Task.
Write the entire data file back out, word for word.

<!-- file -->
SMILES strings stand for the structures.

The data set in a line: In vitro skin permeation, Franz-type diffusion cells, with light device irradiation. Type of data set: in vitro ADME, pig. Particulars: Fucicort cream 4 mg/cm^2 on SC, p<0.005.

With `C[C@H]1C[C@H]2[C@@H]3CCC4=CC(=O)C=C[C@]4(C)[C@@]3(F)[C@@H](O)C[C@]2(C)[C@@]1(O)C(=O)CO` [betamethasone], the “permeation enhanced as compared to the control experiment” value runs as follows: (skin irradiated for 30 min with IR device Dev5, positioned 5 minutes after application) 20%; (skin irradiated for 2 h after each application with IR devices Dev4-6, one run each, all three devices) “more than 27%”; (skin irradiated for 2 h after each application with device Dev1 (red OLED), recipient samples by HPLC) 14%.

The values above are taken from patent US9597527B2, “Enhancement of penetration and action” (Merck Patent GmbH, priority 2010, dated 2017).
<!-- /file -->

SMILES strings stand for the structures.

The data set in a line: In vitro skin permeation, Franz-type diffusion cells, with light device irradiation. Type of data set: in vitro ADME, pig. Particulars: Fucicort cream 4 mg/cm^2 on SC, p<0.005.

With `C[C@H]1C[C@H]2[C@@H]3CCC4=CC(=O)C=C[C@]4(C)[C@@]3(F)[C@@H](O)C[C@]2(C)[C@@]1(O)C(=O)CO` [betamethasone], the “permeation enhanced as compared to the control experiment” value runs as follows: (skin irradiated for 30 min with IR device Dev5, positioned 5 minutes after application) 20%; (skin irradiated for 2 h after each application with IR devices Dev4-6, one run each, all three devices) “more than 27%”; (skin irradiated for 2 h after each application with device Dev1 (red OLED), recipient samples by HPLC) 14%.

The values above are taken from patent US9597527B2, “Enhancement of penetration and action” (Merck Patent GmbH, priority 2010, dated 2017).